If not, then, well, there goes the neighborhood!
     
  8. Brother Adam

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    Does praying for a person's conversion to faith in Christ help at all in bringing them to that reality?

    If yes, then that should answer the question.

    If not, then, well, there goes the neighborhood!
    </font>[/QUOTE]Come'on Grant you know I'm a bigger pain in the neck than that.

    We're talking about someone who is unsaved here and someone who is already saved and on their way to heaven with the glory of the pearly gates in their sight. You admited yourself that Catholics can't know how long purgatory lasts, and we know that time is nothing more than a measure of an event. We don't know how time will differ once we are dearly departed. God did say that a thousand years is as a blink of an eye to Him. Perhaps it is this purification will seem to us like nothing?

    And why try to hasten this purification in the first place?

    Can a priest or another authority "release" someone in purgatory? Is there a release from purgatory? Isn't better to say the person is purified and is now entering heaven?

    How can anyone possibly know who is in purgatory, who is in heaven, and so forth?
     
  9. GraceSaves

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    I wasn't comparing them because they were "similar" cases, but that both are seeking good things in accordance with God's will, and that if a prayer for one is beneficial, then a prayer for another will be beneficial, because both are pleasing in the eyes of the Lord.

    The association with "time" in purgatory has nothing to do with time in purgatory. The association with "days" in purgatory was a middle ages method of explaining the amount of penance on earth an indulgence works in heaven. There is a reason the Church no longer employs this explaination because it only served to confuse.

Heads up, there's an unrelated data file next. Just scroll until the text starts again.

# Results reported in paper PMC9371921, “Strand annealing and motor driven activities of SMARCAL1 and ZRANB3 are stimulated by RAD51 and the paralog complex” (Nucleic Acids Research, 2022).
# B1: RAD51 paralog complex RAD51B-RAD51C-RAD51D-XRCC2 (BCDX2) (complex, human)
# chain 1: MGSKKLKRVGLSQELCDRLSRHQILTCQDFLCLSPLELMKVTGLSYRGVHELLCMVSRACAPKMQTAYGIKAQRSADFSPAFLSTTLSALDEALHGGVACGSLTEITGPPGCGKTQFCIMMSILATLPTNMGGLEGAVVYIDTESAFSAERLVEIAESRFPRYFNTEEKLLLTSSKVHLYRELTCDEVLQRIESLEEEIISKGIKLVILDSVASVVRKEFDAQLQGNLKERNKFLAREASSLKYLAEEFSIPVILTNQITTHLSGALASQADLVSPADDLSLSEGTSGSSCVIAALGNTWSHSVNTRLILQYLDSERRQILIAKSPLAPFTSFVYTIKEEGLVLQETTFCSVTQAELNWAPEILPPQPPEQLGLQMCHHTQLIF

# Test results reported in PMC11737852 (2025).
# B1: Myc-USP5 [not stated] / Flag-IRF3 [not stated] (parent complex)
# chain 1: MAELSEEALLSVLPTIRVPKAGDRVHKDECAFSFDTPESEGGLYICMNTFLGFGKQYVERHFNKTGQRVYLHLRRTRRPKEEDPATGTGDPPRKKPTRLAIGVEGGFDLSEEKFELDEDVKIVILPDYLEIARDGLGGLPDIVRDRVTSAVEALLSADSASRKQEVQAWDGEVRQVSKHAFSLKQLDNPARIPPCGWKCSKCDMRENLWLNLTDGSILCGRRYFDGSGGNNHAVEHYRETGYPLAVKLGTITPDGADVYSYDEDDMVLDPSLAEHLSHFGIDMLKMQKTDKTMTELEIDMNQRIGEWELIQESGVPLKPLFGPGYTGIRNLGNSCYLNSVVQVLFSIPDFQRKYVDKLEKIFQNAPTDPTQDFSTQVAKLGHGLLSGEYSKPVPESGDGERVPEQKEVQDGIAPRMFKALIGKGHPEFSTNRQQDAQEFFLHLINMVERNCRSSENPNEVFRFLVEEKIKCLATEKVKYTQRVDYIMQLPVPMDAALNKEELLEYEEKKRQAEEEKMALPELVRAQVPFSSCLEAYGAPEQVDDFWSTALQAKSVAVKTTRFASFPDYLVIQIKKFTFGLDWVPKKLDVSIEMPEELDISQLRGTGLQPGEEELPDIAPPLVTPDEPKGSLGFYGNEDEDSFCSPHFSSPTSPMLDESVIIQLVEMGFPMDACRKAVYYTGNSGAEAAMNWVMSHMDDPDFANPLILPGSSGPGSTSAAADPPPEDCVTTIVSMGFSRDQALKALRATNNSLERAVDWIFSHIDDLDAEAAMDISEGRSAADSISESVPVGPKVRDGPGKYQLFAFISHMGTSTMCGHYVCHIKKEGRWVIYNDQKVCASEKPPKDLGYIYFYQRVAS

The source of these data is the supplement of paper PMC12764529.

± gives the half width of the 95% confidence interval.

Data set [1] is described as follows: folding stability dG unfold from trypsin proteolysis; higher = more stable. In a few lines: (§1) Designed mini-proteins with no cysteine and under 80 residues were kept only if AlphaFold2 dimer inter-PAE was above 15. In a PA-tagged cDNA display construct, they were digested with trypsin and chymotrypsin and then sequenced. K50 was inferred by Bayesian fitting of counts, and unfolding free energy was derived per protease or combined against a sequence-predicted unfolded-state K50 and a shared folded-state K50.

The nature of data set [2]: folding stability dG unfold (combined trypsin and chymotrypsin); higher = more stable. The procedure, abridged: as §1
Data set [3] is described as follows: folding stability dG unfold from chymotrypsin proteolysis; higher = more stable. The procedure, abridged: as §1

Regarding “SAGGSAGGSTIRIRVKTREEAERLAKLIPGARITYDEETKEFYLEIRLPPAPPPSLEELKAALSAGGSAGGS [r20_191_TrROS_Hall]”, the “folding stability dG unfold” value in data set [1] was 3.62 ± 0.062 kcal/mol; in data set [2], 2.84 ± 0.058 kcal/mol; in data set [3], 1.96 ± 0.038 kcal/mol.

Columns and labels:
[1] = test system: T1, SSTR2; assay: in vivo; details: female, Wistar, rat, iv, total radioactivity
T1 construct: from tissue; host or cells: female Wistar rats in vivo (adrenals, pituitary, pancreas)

Time is a non-factor in purgatory, and while a person would know that they were there, they would not have the concept of time that we on earth have. Their entire focus would be on God, not the suffering of loss, because if they could focus on the suffering, they could be bitter, and it is impossible to sin after death.

    Again, it's not really to "hasten" but simply to offer love and support. Not all suffering is bad. This is an extreme example, but say that you suffer a severe cut in your leg. Pain occurs. But to try to stop the bleeding, you tie a tourniquet (spelling?) to stop the blood flow. Ever seen how tight those are tied and the grimmace on someone's face? It's even more painful, but the pain occurs when something GOOD for the body is actually happening. Nonetheless, we still would feel sympathetic for them experiencing the suffering, even though its outcome is positive.

    No, no one can release anyone from purgatory, because its not a place to be released from. They will DEFINITELY enter Heaven when the purification is complete. As for the third question, if we can know that definitely, we do state it. These are the saints in Heaven.

    That is requires a much more lengthy answer, and would be explained by reading up on how and why saints are declared in the Church.

    If a person is not in purgatory, the prayer intention was still a good one, and God will certainly not frown on those prayers offered for something good. Congruent example: Someone you know is having surgery for a serious illness at 11am. At 11am, you spend time praying for them. Later that day, you find out they died before the surgery. Was your prayer wrong, bad, or in vain?
     
  10. Brother Adam

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    Thank you for your answer!